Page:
Teaching English in France – A tale about life in Languedoc-Roussillon

By: Christina Rowe

Teaching English in France – A tale about life in Languedoc-Roussillon

By Jean-Pol GRANDMONT (Own work) [CC-BY-SA-3.0 (http://creativecommons.org/licenses/by-sa/3.0), GFDL (http://www.gnu.org/copyleft/fdl.html) or CC-BY-3.0 (http://creativecommons.org/licenses/by/3.0)], via Wikimedia Commons

Most of us have dreamed of working abroad at some stage in life and it it has often been a topic of conversation among my friends. The questions, ‘Where to live?  France, Spain, Morrocco?  What to do?’ usually follow, once we have decided we are going to fulfil that dream. I had been working in London for a few years and kept saying to myself, ‘one day I’m going to work in France’. Realising that it wasn’t magically going to materialise out of thin air, I decided it was time to actively infuse some effort into my goal and Voila! The job presented itself. I thought ‘if not now when?’.

And so I came to live in Languedoc-Roussillon, the largest wine making region in the world; unknown to me at the time but in retrospect I think , ‘how very fortunate’  to be in such an idyllic part of French country 🙂 .  I flew into Carcassonne, home to the ancient town ‘La Cite’, one of Europe’s largest fortifications. Winding through quaint villages and vineyards to the Minervois region that would be my home for the next three months, we soon arrived at the place I would call home during my time there.

Although I had attempted a few French classes earlier in the year, and faithfully listened to learning french CD’s (without any noticeable positive effects) I was looking forward to being forced to speak French every day.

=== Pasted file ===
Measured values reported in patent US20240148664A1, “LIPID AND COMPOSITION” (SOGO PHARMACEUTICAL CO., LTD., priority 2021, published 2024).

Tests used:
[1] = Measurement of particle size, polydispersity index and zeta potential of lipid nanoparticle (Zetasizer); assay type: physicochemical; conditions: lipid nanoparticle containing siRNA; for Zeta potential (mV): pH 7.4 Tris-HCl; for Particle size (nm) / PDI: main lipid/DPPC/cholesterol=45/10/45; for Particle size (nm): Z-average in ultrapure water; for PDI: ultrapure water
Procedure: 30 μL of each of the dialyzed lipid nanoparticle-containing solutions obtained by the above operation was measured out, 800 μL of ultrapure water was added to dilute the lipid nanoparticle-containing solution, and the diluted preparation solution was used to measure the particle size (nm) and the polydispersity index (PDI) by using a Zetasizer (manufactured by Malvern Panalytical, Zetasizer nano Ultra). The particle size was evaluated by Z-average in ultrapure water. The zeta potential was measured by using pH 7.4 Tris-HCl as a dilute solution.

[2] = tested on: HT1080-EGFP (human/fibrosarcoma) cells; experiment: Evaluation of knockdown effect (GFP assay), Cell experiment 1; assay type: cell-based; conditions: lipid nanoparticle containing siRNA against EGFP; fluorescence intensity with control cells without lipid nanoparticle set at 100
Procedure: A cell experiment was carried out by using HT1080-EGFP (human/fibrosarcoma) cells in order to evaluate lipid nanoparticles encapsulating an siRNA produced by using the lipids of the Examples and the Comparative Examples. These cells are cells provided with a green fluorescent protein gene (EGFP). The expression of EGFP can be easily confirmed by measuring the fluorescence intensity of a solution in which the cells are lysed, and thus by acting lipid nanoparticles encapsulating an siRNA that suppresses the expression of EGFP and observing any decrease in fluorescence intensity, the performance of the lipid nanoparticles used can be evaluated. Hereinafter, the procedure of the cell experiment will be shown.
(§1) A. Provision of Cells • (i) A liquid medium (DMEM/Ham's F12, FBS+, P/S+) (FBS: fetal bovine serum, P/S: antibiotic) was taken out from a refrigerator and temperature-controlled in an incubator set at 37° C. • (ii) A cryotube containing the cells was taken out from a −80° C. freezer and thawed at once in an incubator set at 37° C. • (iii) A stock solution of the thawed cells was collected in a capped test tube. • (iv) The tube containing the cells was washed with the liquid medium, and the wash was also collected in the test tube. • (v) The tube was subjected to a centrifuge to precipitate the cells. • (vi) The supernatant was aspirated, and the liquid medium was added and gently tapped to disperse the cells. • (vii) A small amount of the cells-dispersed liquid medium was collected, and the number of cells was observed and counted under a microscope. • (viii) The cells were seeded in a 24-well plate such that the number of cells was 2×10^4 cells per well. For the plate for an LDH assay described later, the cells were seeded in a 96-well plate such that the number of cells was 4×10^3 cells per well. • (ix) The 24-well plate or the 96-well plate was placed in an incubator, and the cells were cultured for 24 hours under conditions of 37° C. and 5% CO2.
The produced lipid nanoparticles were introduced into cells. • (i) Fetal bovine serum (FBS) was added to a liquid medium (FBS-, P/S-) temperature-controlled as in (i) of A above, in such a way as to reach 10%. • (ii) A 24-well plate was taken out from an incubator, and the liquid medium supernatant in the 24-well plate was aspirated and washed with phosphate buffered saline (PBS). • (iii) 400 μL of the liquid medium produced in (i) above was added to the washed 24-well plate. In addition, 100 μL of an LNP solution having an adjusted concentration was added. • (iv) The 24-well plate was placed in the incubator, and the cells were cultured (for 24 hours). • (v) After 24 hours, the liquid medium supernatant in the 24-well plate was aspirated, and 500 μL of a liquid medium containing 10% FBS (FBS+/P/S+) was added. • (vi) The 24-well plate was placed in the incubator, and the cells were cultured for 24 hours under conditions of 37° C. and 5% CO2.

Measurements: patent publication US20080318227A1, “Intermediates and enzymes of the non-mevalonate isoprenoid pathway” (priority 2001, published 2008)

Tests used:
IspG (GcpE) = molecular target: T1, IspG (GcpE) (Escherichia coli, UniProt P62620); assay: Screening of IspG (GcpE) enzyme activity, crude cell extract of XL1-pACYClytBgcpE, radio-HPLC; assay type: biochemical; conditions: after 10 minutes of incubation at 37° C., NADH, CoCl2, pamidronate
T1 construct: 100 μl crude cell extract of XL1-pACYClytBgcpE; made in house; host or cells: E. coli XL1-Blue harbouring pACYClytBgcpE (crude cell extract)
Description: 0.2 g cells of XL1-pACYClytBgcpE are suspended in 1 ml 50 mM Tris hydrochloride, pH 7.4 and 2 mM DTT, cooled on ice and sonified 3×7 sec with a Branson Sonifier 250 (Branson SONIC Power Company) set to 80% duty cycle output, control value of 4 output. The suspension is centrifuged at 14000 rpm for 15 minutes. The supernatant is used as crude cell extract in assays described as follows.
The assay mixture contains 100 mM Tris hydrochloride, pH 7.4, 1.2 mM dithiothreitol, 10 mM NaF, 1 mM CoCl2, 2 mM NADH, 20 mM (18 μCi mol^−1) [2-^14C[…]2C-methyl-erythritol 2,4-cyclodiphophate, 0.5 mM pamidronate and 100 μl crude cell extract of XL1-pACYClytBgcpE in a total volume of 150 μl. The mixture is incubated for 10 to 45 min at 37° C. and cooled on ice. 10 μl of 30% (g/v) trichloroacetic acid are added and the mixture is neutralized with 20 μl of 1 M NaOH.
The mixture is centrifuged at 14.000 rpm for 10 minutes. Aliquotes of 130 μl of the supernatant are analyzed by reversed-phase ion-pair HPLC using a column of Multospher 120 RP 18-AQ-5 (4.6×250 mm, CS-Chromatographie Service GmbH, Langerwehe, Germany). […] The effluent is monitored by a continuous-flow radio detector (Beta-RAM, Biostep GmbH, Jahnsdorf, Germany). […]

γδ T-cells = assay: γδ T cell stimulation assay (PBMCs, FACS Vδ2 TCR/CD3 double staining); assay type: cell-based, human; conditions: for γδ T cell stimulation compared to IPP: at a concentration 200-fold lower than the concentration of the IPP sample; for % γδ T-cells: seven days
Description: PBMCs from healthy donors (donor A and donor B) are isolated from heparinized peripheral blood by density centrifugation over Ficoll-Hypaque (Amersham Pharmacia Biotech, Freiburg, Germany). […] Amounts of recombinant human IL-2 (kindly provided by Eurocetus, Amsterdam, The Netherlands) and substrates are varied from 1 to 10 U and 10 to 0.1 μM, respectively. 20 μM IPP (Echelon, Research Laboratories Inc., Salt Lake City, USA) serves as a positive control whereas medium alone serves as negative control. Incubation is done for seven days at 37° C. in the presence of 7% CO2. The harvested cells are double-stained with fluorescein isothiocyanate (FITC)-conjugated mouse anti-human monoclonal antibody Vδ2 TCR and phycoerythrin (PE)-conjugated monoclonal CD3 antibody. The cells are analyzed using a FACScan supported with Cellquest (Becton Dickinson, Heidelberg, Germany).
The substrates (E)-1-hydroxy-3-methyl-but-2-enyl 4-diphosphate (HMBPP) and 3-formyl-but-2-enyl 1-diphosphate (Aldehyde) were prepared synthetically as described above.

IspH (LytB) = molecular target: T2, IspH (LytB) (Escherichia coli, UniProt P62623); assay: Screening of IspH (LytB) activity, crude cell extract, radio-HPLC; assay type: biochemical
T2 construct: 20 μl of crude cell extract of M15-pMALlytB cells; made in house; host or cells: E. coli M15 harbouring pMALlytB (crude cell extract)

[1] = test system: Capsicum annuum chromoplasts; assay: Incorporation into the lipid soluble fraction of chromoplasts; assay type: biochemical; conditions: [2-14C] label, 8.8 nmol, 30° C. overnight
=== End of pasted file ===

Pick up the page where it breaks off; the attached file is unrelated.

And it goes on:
The experience of a Languedoc summer with soaring temperatures, winds and thunderstorms is fascinating. Although many say it is a strange summer.  I have a new appreciation of afternoon siestas and the need to keep shutters closed during the day to keep a cool house – this is also why villages everywhere looking deserted in the afternoon.  I have discovered some enchanting local haunts that include a river and waterfall perfect for a lazy day; restaurants recommended by locals not hinted at in guidebooks; and towns and villages with castles and caves galore (Kate Mosse ‘Labyrinth’,  while a fictional tale, does give you a taste of the history of this area).

Gastronomic delights are the order of the day.  Wine and cheese to make you weep, markets, patisseries, boulangeries, champagne for as little as five euros a bottle, and my personal ‘piece de resistance’ driving down the road and seeing a sign to Barcelona! So many places to explore right here on the mediterranean!  Adventure anyone? 😉

Have you been to some scenic escapes in the French countryside or have some great experiences teaching english in France that you’d like to share? Do leave your comments below. Thank you 🙂


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